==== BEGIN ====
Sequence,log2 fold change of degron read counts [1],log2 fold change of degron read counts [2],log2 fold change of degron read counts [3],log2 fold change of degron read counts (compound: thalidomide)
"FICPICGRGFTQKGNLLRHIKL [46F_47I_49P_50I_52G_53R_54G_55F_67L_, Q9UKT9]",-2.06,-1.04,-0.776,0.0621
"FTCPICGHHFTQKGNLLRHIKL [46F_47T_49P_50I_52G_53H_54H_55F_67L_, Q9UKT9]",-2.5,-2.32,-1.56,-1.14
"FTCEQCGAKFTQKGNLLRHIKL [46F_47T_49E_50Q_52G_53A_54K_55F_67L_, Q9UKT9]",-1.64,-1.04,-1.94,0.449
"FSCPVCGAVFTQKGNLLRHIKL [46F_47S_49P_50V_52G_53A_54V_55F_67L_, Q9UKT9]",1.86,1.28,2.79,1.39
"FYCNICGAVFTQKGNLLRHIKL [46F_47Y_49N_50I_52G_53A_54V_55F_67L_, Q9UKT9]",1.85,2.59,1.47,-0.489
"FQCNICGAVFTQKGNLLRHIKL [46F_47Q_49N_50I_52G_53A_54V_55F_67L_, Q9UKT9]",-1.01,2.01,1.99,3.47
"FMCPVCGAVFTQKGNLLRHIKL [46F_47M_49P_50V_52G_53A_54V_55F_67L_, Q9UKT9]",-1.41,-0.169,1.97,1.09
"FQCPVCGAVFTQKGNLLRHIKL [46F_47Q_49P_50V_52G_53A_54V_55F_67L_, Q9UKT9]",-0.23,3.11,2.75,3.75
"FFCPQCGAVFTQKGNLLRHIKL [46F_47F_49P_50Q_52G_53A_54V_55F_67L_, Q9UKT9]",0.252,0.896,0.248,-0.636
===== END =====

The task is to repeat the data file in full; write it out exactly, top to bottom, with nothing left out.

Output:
Sequence,log2 fold change of degron read counts [1],log2 fold change of degron read counts [2],log2 fold change of degron read counts [3],log2 fold change of degron read counts (compound: thalidomide)
"FICPICGRGFTQKGNLLRHIKL [46F_47I_49P_50I_52G_53R_54G_55F_67L_, Q9UKT9]",-2.06,-1.04,-0.776,0.0621
"FTCPICGHHFTQKGNLLRHIKL [46F_47T_49P_50I_52G_53H_54H_55F_67L_, Q9UKT9]",-2.5,-2.32,-1.56,-1.14
"FTCEQCGAKFTQKGNLLRHIKL [46F_47T_49E_50Q_52G_53A_54K_55F_67L_, Q9UKT9]",-1.64,-1.04,-1.94,0.449
"FSCPVCGAVFTQKGNLLRHIKL [46F_47S_49P_50V_52G_53A_54V_55F_67L_, Q9UKT9]",1.86,1.28,2.79,1.39
"FYCNICGAVFTQKGNLLRHIKL [46F_47Y_49N_50I_52G_53A_54V_55F_67L_, Q9UKT9]",1.85,2.59,1.47,-0.489
"FQCNICGAVFTQKGNLLRHIKL [46F_47Q_49N_50I_52G_53A_54V_55F_67L_, Q9UKT9]",-1.01,2.01,1.99,3.47
"FMCPVCGAVFTQKGNLLRHIKL [46F_47M_49P_50V_52G_53A_54V_55F_67L_, Q9UKT9]",-1.41,-0.169,1.97,1.09
"FQCPVCGAVFTQKGNLLRHIKL [46F_47Q_49P_50V_52G_53A_54V_55F_67L_, Q9UKT9]",-0.23,3.11,2.75,3.75
"FFCPQCGAVFTQKGNLLRHIKL [46F_47F_49P_50Q_52G_53A_54V_55F_67L_, Q9UKT9]",0.252,0.896,0.248,-0.636